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Dissolution of adhesive resins present in plastic waste to recover polyolefin by sink-float separation processes

Mumbach, Guilherme Davi, de Sousa Cunha, Ricardo, Machado, Ricardo Antonio Francisco, Bolzan, Ariovaldo
Journal of environmental management 2019 v.243 pp. 453-462
Fourier transform infrared spectroscopy, differential scanning calorimetry, distillation, economic sustainability, ethyl acetate, market value, mechanical properties, paper, polyethylene, polyolefin, polypropylenes, recycling, resins, solid wastes, solvents, thermogravimetry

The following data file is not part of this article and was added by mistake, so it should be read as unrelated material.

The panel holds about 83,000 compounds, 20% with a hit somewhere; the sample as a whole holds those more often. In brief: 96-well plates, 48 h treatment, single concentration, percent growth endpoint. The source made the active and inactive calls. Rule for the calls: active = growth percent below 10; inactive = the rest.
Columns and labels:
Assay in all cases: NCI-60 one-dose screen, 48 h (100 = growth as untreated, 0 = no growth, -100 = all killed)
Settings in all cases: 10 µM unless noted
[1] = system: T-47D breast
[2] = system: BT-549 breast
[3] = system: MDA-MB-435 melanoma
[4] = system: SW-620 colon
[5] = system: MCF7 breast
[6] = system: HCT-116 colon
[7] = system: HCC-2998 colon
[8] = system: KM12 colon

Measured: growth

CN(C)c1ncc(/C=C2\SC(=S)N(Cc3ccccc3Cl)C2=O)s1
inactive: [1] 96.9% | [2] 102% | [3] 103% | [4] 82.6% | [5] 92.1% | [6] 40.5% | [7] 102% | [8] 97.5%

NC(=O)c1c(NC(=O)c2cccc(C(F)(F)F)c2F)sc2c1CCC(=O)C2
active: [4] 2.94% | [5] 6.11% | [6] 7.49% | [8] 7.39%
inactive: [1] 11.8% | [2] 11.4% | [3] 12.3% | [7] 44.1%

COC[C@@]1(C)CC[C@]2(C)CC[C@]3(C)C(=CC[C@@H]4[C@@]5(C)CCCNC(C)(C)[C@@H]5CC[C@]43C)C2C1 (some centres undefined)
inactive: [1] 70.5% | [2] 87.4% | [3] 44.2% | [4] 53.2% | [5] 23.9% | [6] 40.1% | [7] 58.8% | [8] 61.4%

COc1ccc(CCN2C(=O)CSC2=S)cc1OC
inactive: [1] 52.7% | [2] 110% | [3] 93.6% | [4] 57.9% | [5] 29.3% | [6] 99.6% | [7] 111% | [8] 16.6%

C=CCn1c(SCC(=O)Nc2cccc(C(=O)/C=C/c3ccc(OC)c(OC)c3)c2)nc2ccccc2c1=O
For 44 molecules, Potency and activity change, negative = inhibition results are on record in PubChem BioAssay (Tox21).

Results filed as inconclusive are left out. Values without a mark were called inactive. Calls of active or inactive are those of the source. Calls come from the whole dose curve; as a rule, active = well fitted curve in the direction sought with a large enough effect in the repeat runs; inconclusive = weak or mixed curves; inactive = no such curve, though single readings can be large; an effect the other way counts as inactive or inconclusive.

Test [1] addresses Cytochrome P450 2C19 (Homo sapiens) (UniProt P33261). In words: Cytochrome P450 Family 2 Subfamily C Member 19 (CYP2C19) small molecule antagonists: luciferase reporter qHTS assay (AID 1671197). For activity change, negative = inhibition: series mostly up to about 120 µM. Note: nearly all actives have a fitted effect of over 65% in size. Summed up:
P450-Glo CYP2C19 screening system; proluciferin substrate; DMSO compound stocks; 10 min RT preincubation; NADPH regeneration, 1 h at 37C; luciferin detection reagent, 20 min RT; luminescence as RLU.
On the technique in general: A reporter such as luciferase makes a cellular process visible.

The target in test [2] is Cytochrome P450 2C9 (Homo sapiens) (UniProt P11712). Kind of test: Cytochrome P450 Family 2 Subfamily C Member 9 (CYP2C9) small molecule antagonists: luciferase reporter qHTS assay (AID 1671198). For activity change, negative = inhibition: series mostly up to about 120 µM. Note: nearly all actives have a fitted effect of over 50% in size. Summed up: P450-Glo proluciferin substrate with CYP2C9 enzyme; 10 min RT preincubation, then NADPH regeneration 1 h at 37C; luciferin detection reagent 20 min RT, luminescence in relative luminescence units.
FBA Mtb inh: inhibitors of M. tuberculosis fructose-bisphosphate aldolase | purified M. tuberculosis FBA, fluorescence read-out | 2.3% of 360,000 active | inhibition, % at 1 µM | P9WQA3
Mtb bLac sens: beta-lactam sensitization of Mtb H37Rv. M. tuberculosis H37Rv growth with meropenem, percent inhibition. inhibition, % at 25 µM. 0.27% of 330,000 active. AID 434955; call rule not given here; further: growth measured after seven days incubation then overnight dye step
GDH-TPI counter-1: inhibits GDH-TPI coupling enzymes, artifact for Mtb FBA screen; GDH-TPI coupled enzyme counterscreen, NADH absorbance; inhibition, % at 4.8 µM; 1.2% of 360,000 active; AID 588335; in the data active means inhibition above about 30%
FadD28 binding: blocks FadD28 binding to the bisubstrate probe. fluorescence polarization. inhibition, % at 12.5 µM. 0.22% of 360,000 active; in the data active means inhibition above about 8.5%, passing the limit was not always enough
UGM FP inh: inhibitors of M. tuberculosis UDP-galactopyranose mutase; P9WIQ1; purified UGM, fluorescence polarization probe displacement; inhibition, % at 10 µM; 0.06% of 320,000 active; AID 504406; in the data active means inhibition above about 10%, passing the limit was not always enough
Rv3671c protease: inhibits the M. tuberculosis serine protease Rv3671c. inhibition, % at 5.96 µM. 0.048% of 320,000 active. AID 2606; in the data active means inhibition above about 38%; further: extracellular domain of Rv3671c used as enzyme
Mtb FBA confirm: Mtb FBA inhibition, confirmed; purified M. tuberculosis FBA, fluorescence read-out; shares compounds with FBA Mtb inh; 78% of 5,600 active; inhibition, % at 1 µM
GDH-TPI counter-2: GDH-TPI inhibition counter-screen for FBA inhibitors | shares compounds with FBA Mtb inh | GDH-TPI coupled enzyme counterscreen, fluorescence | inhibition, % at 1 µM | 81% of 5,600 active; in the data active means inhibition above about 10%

This study investigated the dissolution of adhesive resins present in polyolefin films that cause plastic materials to adhere to each other. The process of dissolution was made by the use of ethyl acetate and followed by separation through the sink-float process. The objective was to separate and characterize polyolefin films from plastic solid waste derived from recycled post-consumer paper. Through these procedures, 6% polyethylene of high-density (HDPE), 14% polyethylene of low-density (LDPE) and 39% polypropylene (PP) were separated and recovered from plastic waste. Fourier transform infrared spectroscopy (FTIR), thermal gravimetric analyzes (TGA), differential scanning calorimetry (DSC), and dynamic mechanical analysis (DMA) were conducted to determine the chemical, thermal and mechanical properties of the recovered polymers and to establish a comparison with standard commercial polymers. It demonstrated that recovered material kept their chemical, thermal, and mechanical properties. This process indicates possible economic viability considering the demand, the market value of the PP, and the required investment to be implemented in the recycling process that could be amortized in a short period of time. Moreover, the organic solvent used in the dissolution process can be easily recovered by distillation.